Really remarkable reporting here by the New York Times. Political intrigue, just war theory, and high-stakes spy games all at play.
Soon the two countries had developed a complex worm that the Americans called “the bug.” But the bug needed to be tested. So, under enormous secrecy, the United States began building replicas of Iran’s P-1 centrifuges, an aging, unreliable design that Iran purchased from Abdul Qadeer Khan, the Pakistani nuclear chief who had begun selling fuel-making technology on the black market. Fortunately for the United States, it already owned some P-1s, thanks to the Libyan dictator, Col. Muammar el-Qaddafi.I gotta say, my reaction is: Damn Straight!
When Colonel Qaddafi gave up his nuclear weapons program in 2003, he turned over the centrifuges he had bought from the Pakistani nuclear ring, and they were placed in storage at a weapons laboratory in Tennessee. The military and intelligence officials overseeing Olympic Games borrowed some for what they termed “destructive testing,” essentially building a virtual replica of Natanz, but spreading the test over several of the Energy Department’s national laboratories to keep even the most trusted nuclear workers from figuring out what was afoot.
Those first small-scale tests were surprisingly successful: the bug invaded the computers, lurking for days or weeks, before sending instructions to speed them up or slow them down so suddenly that their delicate parts, spinning at supersonic speeds, self-destructed. After several false starts, it worked.
Getting the worm into Natanz, however, was no easy trick. The United States and Israel would have to rely on engineers, maintenance workers and others — both spies and unwitting accomplices — with physical access to the plant. “That was our holy grail,” one of the architects of the plan said. “It turns out there is always an idiot around who doesn’t think much about the thumb drive in their hand.”
In fact, thumb drives turned out to be critical in spreading the first variants of the computer worm; later, more sophisticated methods were developed to deliver the malicious code.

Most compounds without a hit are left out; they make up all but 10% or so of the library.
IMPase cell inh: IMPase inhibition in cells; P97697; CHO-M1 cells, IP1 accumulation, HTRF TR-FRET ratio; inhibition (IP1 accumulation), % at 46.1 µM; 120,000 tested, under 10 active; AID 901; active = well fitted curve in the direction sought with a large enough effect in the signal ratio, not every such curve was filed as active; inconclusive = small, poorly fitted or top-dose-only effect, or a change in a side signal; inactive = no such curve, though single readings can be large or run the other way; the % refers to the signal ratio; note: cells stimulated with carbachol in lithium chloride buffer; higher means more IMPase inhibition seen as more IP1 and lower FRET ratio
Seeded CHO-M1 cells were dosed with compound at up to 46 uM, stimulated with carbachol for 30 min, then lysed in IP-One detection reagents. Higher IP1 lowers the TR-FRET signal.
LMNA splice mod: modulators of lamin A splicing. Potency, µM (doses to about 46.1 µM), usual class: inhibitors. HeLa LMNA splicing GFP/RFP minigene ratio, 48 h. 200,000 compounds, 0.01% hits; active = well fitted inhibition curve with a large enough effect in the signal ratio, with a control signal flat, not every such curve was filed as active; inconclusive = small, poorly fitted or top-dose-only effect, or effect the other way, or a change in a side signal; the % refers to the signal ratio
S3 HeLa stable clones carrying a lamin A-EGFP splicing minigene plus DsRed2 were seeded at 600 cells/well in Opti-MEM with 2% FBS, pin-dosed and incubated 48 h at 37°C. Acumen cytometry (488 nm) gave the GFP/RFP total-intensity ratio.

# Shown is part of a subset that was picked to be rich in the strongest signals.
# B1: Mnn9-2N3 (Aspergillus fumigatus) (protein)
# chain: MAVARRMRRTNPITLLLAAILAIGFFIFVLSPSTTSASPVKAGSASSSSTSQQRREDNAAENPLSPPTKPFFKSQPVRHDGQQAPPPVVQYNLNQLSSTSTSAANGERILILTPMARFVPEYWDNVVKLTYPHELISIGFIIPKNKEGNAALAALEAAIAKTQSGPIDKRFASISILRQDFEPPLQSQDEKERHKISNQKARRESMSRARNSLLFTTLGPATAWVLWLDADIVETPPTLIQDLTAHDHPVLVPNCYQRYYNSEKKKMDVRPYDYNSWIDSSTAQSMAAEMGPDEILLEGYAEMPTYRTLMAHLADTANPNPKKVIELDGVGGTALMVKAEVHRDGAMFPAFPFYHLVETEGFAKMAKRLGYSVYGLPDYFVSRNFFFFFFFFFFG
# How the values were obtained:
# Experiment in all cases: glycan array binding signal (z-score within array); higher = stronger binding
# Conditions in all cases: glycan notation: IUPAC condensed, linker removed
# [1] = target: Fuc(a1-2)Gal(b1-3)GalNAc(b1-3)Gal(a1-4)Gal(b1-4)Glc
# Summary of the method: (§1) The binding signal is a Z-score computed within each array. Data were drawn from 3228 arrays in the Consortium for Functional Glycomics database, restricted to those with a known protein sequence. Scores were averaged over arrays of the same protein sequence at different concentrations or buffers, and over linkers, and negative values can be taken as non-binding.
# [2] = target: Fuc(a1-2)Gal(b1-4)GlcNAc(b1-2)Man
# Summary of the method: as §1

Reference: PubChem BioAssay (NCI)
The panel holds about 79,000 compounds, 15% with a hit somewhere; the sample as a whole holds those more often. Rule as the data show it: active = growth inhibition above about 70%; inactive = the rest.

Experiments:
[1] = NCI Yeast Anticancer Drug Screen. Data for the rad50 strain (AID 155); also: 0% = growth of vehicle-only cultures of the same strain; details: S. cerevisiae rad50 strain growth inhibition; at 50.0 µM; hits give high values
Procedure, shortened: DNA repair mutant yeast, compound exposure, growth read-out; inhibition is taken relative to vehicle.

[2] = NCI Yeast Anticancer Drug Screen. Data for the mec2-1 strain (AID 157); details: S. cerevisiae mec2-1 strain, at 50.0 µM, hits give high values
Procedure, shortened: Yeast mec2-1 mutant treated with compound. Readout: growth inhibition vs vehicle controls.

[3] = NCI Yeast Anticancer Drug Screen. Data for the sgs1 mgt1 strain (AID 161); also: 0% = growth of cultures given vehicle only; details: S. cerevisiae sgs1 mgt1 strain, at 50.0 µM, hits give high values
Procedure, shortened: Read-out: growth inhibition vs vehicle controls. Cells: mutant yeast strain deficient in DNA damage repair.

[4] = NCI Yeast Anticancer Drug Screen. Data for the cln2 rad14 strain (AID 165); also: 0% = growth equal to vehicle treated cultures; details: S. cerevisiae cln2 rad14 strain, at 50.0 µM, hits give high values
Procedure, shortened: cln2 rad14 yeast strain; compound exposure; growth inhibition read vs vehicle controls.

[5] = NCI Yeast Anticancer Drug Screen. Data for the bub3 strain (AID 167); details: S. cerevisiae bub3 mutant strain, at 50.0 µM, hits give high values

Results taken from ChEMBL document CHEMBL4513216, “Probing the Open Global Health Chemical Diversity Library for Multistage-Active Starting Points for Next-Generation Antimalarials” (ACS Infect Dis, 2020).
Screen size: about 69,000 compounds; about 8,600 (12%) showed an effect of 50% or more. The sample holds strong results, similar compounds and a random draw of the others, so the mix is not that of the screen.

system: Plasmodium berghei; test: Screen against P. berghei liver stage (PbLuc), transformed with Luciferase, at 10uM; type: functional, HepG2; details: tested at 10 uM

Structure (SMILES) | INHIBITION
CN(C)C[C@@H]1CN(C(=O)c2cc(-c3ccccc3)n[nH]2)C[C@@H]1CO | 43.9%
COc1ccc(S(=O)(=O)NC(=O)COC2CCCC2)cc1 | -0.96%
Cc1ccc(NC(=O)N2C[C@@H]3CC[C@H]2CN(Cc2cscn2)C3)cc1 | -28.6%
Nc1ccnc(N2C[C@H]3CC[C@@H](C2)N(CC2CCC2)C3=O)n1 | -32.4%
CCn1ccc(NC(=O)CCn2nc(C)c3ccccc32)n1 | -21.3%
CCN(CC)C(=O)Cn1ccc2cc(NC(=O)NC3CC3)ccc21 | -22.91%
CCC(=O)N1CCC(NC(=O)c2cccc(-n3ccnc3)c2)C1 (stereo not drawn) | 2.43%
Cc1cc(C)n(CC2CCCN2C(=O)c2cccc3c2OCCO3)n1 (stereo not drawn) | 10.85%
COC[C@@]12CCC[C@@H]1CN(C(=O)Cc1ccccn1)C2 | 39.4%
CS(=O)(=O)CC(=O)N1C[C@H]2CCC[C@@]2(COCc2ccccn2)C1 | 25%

The first attacks were small, and when the centrifuges began spinning out of control in 2008, the Iranians were mystified about the cause, according to intercepts that the United States later picked up. “The thinking was that the Iranians would blame bad parts, or bad engineering, or just incompetence,” one of the architects of the early attack said.
Yes, its true, like we were the first nation-state to employ a nuclear weapon...we are now the first nation-state to employ a computer virus to enable physical destruction. But we did it to prevent the further proliferation of nuclear weapons. To prevent or at least delay a potentially devastating war.
Its resulted in significant damage, confusion, and setback to Iran's uranium enrichment programs, without the inevitable consequences of attempting the same damage via airstrikes. Buying time for economic sanctions to do their work, and for diplomats to try and sway Iranian negotiators.
Some estimates say that the virus did MORE damage to Iran's enrichement than any conventional airstrike could hope to accomplish, in part because it was able to do its work without immediately alerting to Iranian technicians that anything was going wrong.
Time and again, our Commander-in-Chief has shown there is a 'third way' in pursuing our national security needs. Hostage scenarios, hunting Al Qaeda, dismantling the Gaddafi Regime. Neither impulsively jumping into conflict, nor backing down from threats. Maximizing gains while minimizing risks to American lives & interests.
In the old debate between Hawk & Dove, he is an Owl.
Stick that in your thumb drive and download it Rumsfeld.